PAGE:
I never thought I’d say
I am my mom
Especially when my job
Up until now
Was not being my mom
What a surprise to find
That being half my mom
From the beginning of this round
There’s no getting around
Being my mom
As I search for more
As I explore
Can I choose to be my mom some
And my dad some
And not be my mom some
And not be my dad some
Ah who am I trying to kid
I am both of their kid
I’m their ego and id
This first Mother’s Day without the guilt
No card this year mom
I’ll scoop up the good
And let the other slip away
Drip through my fingers
It’s Mother’s Day
This year I’m okay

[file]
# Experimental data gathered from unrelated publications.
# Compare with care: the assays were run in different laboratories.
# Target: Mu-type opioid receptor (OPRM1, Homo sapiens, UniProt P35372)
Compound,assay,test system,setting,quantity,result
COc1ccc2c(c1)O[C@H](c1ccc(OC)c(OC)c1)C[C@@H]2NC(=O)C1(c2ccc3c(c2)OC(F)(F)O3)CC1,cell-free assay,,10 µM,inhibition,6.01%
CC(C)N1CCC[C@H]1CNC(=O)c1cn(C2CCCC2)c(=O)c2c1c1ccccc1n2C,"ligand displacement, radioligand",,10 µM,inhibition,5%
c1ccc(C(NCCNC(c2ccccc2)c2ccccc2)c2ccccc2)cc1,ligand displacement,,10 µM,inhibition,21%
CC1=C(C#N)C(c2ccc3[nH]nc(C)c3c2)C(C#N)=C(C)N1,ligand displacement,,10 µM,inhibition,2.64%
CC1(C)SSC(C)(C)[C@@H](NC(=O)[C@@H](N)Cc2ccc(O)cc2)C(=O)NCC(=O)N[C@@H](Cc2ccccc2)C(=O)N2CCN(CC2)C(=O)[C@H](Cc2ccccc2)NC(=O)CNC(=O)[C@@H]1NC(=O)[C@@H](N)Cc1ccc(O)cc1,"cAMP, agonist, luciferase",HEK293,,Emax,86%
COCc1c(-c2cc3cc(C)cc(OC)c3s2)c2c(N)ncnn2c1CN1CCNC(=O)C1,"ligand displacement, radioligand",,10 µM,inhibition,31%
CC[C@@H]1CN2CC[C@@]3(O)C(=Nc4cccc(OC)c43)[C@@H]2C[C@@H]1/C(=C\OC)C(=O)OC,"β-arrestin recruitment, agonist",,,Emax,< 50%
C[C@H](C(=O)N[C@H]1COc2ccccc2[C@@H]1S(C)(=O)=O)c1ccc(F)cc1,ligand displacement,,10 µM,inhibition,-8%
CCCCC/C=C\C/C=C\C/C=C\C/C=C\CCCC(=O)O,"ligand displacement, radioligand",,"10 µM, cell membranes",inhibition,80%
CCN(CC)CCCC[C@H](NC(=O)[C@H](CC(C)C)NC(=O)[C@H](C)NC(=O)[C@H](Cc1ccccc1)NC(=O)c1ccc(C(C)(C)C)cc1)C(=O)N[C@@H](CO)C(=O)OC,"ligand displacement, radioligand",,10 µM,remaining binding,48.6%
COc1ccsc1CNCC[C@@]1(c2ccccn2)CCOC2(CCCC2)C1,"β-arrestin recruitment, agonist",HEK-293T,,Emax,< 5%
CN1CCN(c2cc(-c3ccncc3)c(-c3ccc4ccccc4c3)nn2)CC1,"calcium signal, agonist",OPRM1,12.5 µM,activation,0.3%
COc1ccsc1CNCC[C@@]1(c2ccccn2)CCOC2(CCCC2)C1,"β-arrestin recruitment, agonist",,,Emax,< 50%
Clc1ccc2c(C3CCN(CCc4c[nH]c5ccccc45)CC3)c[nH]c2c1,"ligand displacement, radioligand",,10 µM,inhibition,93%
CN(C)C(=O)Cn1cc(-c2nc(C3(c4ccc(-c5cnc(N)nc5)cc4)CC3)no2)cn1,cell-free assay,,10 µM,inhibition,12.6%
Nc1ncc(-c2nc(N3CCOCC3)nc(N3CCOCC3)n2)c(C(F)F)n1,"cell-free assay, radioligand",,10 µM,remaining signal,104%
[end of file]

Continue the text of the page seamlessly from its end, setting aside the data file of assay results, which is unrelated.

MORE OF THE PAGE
Being my mom
But after that
I’ll probably go back
To trying not being my mom
It may not work
But it’s a habit
Maybe I learned it
From my mom
.
About the poem:
Damn, this is a hard one for us Westerners, with our whole ‘individual identity’ thing going on. In Ghana, my friend taught me, “I am because we are.” In Korea, I think you are if your elders say so. 🙂
I was very moved by Thich Nhat Hahn’s story of a young man who said he would have nothing to do with his father. Thay laughed and said, Ha, you are your father. And your mother.
Accepting a closer connection, a reincarnation of sorts right here, makes it easier to stop the fighting. My finger cannot separate from my hand. I cannot separate from my parents.

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